index | 0 | 1 | 2 | 3 | 4  |
value | 2 | 3 | 5 | 7 | 11 |
arraySize: 5

Step 1. Pick random index, where index is less than arraySize
(in this example index 1 has been picked)

index | 0 | 1 | 2 | 3 |  4 |
value | 2 | 3 | 5 | 7 | 11 |
arraySize: 5
pickedIndex: 1

Step 2. Swap value at pickedIndex with value at index arraySize − 1

index | 0 |  1 | 2 | 3 | 4 |
value | 2 | 11 | 5 | 7 | 3 |
arraySize: 5

Step 3. Decrease array size, so the value previously on the picked
position won't be picked again

index | 0 |  1 | 2 | 3 |
value | 2 | 11 | 5 | 7 |
array size: 4

The code looks like this:

private static int[] shuffle(int[] array) {
    int[] availableNumbers = new int[array.length];
    int availableNumbersLength = availableNumbers.length;
    System.arraycopy(array, 0, availableNumbers, 0, array.length);
    int[] shuffledArray = new int[availableNumbers.length];

    Random r = new Random();
    for (int i = 0; i < availableNumbers.length; i++) {
        int index = r.nextInt(availableNumbersLength);
        shuffledArray[i] = availableNumbers[index];
        availableNumbers[index] = availableNumbers[availableNumbersLength - 1];
        availableNumbersLength--;
    }
    return shuffledArray;
}

Note that I copied the input array so that the source array is left unchanged and a new array containing the elements in a random order, is returned. You could also, of course, shuffle the original array.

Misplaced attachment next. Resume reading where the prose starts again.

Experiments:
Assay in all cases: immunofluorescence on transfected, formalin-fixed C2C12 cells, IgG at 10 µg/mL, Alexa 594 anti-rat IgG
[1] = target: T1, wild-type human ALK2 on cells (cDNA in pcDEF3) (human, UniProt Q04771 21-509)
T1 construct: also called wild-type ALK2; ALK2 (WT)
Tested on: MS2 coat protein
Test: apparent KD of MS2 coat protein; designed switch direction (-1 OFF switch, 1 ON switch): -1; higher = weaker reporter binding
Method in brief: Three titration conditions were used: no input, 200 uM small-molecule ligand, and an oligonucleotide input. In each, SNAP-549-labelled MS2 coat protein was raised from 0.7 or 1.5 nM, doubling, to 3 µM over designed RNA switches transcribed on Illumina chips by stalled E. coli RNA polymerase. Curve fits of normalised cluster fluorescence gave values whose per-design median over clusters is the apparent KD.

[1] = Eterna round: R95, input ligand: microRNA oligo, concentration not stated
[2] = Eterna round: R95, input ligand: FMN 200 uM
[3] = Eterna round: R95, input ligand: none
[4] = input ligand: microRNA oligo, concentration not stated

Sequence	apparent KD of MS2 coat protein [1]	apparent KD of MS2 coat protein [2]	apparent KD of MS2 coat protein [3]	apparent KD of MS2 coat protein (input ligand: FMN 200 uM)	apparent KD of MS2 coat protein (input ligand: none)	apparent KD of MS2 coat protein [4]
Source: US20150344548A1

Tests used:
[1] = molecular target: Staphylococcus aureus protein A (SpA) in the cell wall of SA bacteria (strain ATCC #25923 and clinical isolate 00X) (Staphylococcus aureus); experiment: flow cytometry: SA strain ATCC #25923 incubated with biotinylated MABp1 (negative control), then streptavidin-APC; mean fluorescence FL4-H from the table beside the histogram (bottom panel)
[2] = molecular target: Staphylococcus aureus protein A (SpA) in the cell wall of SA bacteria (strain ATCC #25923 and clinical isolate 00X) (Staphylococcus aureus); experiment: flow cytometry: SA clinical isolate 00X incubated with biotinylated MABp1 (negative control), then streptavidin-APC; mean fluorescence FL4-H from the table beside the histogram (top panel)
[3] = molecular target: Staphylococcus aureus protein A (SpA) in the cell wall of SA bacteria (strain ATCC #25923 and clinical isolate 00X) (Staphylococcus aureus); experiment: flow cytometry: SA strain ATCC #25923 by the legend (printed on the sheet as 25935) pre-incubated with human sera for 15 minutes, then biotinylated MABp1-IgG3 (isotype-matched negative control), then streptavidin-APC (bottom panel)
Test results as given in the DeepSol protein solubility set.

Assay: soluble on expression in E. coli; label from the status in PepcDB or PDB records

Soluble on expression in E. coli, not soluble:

answered 3 months ago Alex Savitsky #3

The brute-force implementation:

public static void shuffle() {
    int[] a = new int[10];
    Random rand = new Random();
    int count = 0;
    while (count != 10) {
        int n = rand.nextInt(10);
        boolean found = false;
        for (int i = 0; i != count; i++) {
            if (a[i] == n) {
                found = true;
                break;
            }
        }
        if (!found) {
            a[count] = n;
            count++;
        }
    }
    for (int i : a) {
        System.out.println(i);
    }
}

Basically, maintain a count of numbers already generated, and verify each new one against the already generated numbers (in the range of 0 .. count)

Here's another implementation that might be faster if your alphabet is large (e.g., if you generate unique combination of ~10M tokens rather than 10):

public static void shuffleO1() {
    int[] a = new int[10];
    for (int i = 0; i != a.length; i++)
        a[i] = -1;
    Random rand = new Random();
    for (int i = 0; i != 10; i++) {
        int n;
        do {
            n = rand.nextInt(10);
        } while (a[n] != -1);
        a[n] = i;
    }
    for (int i : a) {
        System.out.println(i);
    }
}

Here, the basic idea is that you iterate over your alphabet (0-9 in our case) and try to find a random place for each token, re-randomizing the index until you find a non-filled position. You pre-fill the result array with -1 first, to tell the generated zero from the one placed there by the array initialization